SDF commander says Ankara devised plan for İstanbul bombing to justify war on Kurds in Syria


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The Turkish government devised the carrying out of a deadly explosion in İstanbul that killed six people and injured 81 to lay the groundwork for war on a US-backed Kurdish militia in northeast Syria, Mazloum Abdi, the commander-in-chief of Syria’s Kurdish-led Syrian Democratic Forces (SDF), said in an interview with Al-Monitor published on Tuesday.
Turkish President Recep Tayyip Erdoğan has blamed the Nov. 13 bombing on the outlawed Kurdistan Workers’ Party (PKK), which operates rear-bases in northern Iraq.
On Monday Erdoğan renewed a longstanding threat to launch a cross-border ground operation into SDF-controlled areas of northeastern Syria, drawing calls for restraint from both Moscow and Washington.
Ankara vehemently opposes the Kurdish People’s Protection Units (YPG), the main element of the US-backed SDF, because of its links to PKK militants who have waged a long insurgency in southeastern Turkey.
The SDF is the de facto army of the semi-autonomous Kurdish administration in northeastern Syria. It provided crucial assistance to a US-led coalition against the Islamic State in Iraq and the Levant (ISIL) terrorist group.
In an interview with Amberin Zaman of Al-Monitor, when asked whom he believes was responsible for the İstanbul bombing, Abdi said he believes “it was an act of provocation that was conceived by the Turkish government in order to lay the ground for the war against us.”
“We did a lot of research and have concluded that the attack was perpetrated by Syrian opposition groups operating under Turkey’s control,” he added.
Abdi also claimed that Ahlam Albashir, who was detained by Turkish police on suspicion of carrying out the bombing, comes from a family linked to ISIL.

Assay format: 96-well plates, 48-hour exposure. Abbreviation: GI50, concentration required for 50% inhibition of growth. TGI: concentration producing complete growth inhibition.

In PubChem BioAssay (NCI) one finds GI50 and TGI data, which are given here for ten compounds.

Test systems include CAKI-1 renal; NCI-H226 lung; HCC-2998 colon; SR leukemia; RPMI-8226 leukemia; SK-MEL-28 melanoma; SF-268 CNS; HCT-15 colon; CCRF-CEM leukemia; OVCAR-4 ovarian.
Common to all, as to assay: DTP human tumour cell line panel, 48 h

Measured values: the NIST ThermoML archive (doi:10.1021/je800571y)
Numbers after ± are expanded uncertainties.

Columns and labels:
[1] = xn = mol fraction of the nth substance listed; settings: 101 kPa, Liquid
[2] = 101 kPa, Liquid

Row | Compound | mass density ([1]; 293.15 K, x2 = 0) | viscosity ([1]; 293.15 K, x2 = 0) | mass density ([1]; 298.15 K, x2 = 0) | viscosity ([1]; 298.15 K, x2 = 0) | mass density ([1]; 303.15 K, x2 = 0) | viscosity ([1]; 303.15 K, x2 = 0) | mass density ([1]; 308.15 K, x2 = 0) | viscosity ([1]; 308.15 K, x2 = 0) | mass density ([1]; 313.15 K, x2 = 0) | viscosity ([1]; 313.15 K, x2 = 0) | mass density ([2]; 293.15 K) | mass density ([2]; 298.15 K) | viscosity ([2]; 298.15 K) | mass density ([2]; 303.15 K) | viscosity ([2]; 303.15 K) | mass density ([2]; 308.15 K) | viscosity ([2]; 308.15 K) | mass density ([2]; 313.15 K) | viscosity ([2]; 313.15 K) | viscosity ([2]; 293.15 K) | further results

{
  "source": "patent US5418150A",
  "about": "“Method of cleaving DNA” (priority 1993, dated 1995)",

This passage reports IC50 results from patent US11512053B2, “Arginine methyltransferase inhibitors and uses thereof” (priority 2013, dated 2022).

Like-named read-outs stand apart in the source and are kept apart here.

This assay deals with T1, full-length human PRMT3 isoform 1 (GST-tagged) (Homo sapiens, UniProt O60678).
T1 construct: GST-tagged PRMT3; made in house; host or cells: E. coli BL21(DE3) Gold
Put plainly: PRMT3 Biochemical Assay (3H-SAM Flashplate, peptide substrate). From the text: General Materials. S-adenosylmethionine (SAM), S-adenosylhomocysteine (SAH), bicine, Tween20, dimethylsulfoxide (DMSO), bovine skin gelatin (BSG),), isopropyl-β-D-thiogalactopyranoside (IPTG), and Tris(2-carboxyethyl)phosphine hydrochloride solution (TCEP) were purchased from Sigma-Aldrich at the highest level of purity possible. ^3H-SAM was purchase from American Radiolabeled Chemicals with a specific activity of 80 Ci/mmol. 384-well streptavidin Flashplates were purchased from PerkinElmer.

“Three of her brothers died fighting for the Islamic State. One died in Raqqa, another in Manbij and a third died in Iraq. Another brother is a commander in the Turkish-backed Syrian opposition in Afrin. She was married to three different Islamic State fighters and the family is from Aleppo,” Abdi was quoted by Al-Monitor as saying.
The SDF commander said the most likely target of a potential Turkish ground offensive against the Kurdish-controlled areas would be his native city of Kobani.
Situated next to the Turkey’s border with Syria, Kobani, a bastion of Kurdish nationalism, is where the anti-ISIL alliance between the US-led coalition and the Syrian Kurds was formed.
Abdi said Russia and the United States need to take a firmer stance against what he called Turkish aggression toward Kurds following the dozens of Turkish airstrikes that claimed at least 11 civilian lives in the Kurdish-controlled area earlier this week.
Turkish Defense Minister Hulusi Akar said Wednesday that Turkey’s military had hit nearly 500 Kurdish targets across Iraq and Syria as part of a campaign of airstrikes.
Ankara began the series of airstrikes as part of Operation Claw-Sword on Sunday.
“So far 471 targets have been struck and 254 terrorists were neutralized in the operation,” Akar was quoted as saying by the state-run Anadolu news agency.
According to the SDF commander, unless not opposed by Washington and Moscow, Turkey would likely make good on repeated threats to launch a ground offensive as it has done in two separate incursions in 2018 and 2019.
“We take these threats seriously. Unless there is a serious effort to deter Turkey, especially on the part of the United States and Russia, they will do it,” Abdi was quoted as saying.
Turkey has carried out three cross-border operations in Syria against ISIL as well as US-backed Kurdish militia and has frequently used factions of armed Syrian fighters in addition to its own forces.
Some of these fighters have been accused by human rights groups and the United Nations of indiscriminately attacking civilians and carrying out kidnappings and looting. The United Nations had asked Ankara to rein in these Syrian rebels, while Turkey rejected the allegations, calling them “baseless.”
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